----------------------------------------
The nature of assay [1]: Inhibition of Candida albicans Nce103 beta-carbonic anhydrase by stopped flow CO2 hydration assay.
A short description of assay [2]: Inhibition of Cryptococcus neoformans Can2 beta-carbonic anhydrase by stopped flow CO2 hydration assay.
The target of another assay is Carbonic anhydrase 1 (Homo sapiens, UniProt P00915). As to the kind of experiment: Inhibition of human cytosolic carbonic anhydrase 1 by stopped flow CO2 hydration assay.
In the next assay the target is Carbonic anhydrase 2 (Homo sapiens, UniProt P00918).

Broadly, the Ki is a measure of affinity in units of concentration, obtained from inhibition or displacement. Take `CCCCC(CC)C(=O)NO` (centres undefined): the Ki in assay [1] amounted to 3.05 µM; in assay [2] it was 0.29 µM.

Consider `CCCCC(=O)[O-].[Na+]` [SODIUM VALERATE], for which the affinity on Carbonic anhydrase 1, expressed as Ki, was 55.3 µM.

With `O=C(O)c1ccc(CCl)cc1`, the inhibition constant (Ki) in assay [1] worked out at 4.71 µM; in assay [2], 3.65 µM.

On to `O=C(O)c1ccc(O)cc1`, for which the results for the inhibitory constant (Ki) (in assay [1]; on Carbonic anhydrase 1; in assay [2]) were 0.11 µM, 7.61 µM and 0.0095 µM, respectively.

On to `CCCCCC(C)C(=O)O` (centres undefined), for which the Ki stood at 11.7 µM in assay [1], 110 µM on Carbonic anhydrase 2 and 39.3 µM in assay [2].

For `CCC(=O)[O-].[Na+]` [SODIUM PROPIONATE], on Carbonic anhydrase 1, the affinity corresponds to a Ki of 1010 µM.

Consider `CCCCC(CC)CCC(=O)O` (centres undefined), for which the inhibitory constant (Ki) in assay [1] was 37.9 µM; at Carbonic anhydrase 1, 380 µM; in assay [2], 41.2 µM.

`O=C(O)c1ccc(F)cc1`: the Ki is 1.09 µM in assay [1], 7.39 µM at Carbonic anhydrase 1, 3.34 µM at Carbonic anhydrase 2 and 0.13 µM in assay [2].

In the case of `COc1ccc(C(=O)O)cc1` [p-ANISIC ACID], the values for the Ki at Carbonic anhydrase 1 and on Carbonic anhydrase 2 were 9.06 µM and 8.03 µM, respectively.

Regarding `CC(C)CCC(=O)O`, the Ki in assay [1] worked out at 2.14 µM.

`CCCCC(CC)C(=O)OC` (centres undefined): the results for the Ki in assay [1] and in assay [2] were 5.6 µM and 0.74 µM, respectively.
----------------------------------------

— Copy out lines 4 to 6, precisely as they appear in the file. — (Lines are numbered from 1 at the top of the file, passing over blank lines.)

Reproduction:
In the next assay the target is Carbonic anhydrase 2 (Homo sapiens, UniProt P00918).

Broadly, the Ki is a measure of affinity in units of concentration, obtained from inhibition or displacement. Take `CCCCC(CC)C(=O)NO` (centres undefined): the Ki in assay [1] amounted to 3.05 µM; in assay [2] it was 0.29 µM.

Consider `CCCCC(=O)[O-].[Na+]` [SODIUM VALERATE], for which the affinity on Carbonic anhydrase 1, expressed as Ki, was 55.3 µM.